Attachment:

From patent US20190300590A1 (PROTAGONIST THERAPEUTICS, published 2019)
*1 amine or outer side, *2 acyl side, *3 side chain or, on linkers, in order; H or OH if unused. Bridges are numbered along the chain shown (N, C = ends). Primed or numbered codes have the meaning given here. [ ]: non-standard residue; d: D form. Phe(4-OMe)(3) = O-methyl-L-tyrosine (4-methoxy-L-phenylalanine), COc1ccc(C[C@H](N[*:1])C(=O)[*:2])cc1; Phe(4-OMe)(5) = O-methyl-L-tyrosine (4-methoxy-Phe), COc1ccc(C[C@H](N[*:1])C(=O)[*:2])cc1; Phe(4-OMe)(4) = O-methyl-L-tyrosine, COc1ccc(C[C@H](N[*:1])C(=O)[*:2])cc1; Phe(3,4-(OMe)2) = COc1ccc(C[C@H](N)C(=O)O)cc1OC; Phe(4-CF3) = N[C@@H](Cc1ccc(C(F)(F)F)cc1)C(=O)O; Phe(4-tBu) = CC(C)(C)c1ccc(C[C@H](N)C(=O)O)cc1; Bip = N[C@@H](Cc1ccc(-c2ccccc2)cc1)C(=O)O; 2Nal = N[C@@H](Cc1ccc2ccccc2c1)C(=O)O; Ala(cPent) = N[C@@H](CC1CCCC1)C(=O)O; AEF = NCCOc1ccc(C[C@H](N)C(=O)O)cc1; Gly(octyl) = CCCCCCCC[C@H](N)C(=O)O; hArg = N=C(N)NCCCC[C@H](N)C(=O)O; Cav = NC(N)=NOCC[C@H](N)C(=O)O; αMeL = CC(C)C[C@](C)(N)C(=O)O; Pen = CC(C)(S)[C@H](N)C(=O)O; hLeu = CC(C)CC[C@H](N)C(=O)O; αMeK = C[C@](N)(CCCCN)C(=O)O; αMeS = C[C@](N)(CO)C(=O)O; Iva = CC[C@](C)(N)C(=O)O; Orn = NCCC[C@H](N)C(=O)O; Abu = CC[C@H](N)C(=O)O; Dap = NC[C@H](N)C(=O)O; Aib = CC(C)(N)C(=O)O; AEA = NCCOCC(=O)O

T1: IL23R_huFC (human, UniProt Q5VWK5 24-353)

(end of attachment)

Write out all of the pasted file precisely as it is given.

From patent US20190300590A1 (PROTAGONIST THERAPEUTICS, published 2019)
*1 amine or outer side, *2 acyl side, *3 side chain or, on linkers, in order; H or OH if unused. Bridges are numbered along the chain shown (N, C = ends). Primed or numbered codes have the meaning given here. [ ]: non-standard residue; d: D form. Phe(4-OMe)(3) = O-methyl-L-tyrosine (4-methoxy-L-phenylalanine), COc1ccc(C[C@H](N[*:1])C(=O)[*:2])cc1; Phe(4-OMe)(5) = O-methyl-L-tyrosine (4-methoxy-Phe), COc1ccc(C[C@H](N[*:1])C(=O)[*:2])cc1; Phe(4-OMe)(4) = O-methyl-L-tyrosine, COc1ccc(C[C@H](N[*:1])C(=O)[*:2])cc1; Phe(3,4-(OMe)2) = COc1ccc(C[C@H](N)C(=O)O)cc1OC; Phe(4-CF3) = N[C@@H](Cc1ccc(C(F)(F)F)cc1)C(=O)O; Phe(4-tBu) = CC(C)(C)c1ccc(C[C@H](N)C(=O)O)cc1; Bip = N[C@@H](Cc1ccc(-c2ccccc2)cc1)C(=O)O; 2Nal = N[C@@H](Cc1ccc2ccccc2c1)C(=O)O; Ala(cPent) = N[C@@H](CC1CCCC1)C(=O)O; AEF = NCCOc1ccc(C[C@H](N)C(=O)O)cc1; Gly(octyl) = CCCCCCCC[C@H](N)C(=O)O; hArg = N=C(N)NCCCC[C@H](N)C(=O)O; Cav = NC(N)=NOCC[C@H](N)C(=O)O; αMeL = CC(C)C[C@](C)(N)C(=O)O; Pen = CC(C)(S)[C@H](N)C(=O)O; hLeu = CC(C)CC[C@H](N)C(=O)O; αMeK = C[C@](N)(CCCCN)C(=O)O; αMeS = C[C@](N)(CO)C(=O)O; Iva = CC[C@](C)(N)C(=O)O; Orn = NCCC[C@H](N)C(=O)O; Abu = CC[C@H](N)C(=O)O; Dap = NC[C@H](N)C(=O)O; Aib = CC(C)(N)C(=O)O; AEA = NCCOCC(=O)O

T1: IL23R_huFC (human, UniProt Q5VWK5 24-353)